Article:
|Publication number||US7099955 B1|
|Application number||US 09/692,351|
|Publication date||29 Aug 2006|
|Filing date||19 Oct 2000|
|Priority date||19 Oct 2000|
|Publication number||09692351, 692351, US 7099955 B1, US 7099955B1, US-B1-7099955, US7099955 B1, US7099955B1|
|Inventors||Thomas Anthony Gregg, Gregory Francis Pfister, Renato John Recio, Steven Mark Thurber|
|Original Assignee||International Business Machines Corporation|
|Export Citation||BiBTeX, EndNote, RefMan|
|Patent Citations (70), Non-Patent Citations (1), Referenced by (42), Classifications (21), Legal Events (8)|
|External Links: USPTO, USPTO Assignment, Espacenet|
The present invention is related to applications entitled A System Area Network of End-to-End Context via Reliable Datagram Domains, Ser. No. 09/692,354, Method and Apparatus for Pausing a Send Queue without Causing Sympathy Errors, Ser. No. 09/692,234, End Node Partitioning using LMC for a System Area Network, Ser. No. 09/692,351, Method and Apparatus for Dynamic Retention of System Area Network Management Information in Non-Volatile Store, Ser. No. 09/692,365, Method and Apparatus for Retaining Network Security Settings Across Power Cycles, Ser. No. 09/692,337, Method and Apparatus for Reporting Unauthorized Attempts to Access Nodes in a Network Computing System, Ser. No. 09/692,348, Method and Apparatus for Reliably Choosing a Master Network Manager During Initialization of a Network Computing System, Ser. No. 09/692,346. Method and Apparatus for Ensuring Scalable Mastership During Initialization of a System Area Network, Ser. No. 09/692,341, and Method and Apparatus for Using a Service ID for the Equivalent of Port ID in a Network Computing System, Ser. No. 09/692,352, all of which are filed even date hereof, assigned to the same assignee, and incorporated herein by reference.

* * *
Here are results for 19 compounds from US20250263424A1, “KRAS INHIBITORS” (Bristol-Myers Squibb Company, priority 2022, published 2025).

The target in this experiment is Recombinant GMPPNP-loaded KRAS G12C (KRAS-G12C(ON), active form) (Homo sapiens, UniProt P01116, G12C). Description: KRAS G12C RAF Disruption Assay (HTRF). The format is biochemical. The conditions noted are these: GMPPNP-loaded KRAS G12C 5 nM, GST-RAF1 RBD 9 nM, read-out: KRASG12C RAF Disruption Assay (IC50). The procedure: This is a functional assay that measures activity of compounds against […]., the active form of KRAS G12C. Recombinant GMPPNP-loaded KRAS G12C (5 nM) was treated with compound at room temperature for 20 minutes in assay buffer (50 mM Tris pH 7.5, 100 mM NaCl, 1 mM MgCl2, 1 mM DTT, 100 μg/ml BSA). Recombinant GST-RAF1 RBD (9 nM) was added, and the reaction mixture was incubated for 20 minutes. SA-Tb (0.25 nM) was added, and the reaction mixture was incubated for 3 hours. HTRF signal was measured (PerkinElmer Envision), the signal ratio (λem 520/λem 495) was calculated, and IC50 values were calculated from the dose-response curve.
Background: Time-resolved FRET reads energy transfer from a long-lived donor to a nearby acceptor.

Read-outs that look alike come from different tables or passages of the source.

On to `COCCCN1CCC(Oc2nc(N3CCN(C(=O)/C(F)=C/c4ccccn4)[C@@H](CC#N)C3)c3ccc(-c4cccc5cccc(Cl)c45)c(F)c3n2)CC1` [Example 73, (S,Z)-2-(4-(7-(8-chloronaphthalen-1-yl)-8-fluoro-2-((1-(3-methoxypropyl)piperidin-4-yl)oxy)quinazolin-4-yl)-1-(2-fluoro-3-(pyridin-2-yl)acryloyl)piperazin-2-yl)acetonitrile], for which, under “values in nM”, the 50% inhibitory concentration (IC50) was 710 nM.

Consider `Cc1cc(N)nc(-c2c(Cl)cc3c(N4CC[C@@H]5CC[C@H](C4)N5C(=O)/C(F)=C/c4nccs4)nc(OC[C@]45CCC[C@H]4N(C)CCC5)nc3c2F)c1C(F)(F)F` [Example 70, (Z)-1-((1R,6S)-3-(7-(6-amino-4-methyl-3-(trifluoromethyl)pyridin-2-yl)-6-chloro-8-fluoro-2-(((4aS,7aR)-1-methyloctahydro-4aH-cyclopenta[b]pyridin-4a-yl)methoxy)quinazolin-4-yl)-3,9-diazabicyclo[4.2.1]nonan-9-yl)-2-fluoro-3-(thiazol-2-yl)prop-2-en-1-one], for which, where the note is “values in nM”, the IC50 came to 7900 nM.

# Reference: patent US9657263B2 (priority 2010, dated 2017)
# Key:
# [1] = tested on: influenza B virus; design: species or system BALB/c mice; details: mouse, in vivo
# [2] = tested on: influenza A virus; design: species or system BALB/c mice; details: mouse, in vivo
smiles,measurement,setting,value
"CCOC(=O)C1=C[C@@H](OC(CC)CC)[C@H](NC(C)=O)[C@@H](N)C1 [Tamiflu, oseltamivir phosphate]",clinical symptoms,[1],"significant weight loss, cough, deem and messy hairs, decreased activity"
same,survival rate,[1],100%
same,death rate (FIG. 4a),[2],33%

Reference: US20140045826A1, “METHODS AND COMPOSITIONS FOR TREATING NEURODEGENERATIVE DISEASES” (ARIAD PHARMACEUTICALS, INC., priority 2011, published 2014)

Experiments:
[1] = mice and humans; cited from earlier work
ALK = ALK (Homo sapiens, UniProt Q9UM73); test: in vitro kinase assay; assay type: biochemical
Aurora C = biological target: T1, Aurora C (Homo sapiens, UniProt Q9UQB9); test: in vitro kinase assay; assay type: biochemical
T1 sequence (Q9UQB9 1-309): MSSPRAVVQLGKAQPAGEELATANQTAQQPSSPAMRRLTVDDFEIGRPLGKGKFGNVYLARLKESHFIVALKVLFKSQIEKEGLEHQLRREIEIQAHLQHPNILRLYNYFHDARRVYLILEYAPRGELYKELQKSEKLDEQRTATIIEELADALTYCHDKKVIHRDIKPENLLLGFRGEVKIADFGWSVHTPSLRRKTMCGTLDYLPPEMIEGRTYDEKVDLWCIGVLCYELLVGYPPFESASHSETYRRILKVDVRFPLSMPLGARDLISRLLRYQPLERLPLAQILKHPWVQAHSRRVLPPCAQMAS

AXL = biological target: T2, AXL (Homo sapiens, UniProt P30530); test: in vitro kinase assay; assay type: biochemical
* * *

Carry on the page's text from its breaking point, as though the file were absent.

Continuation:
1. Technical Field
The present invention relates generally to an improved data processing system, and in particular to a method and apparatus for identifying connections between data processing systems. Still more particularly, the present invention provides a method and apparatus for establishing connections with a process on a data processing system with partitioning of System Area Network (SAN) end nodes to accommodate Logical Partitioning (LPAR).
2. Description of Related Art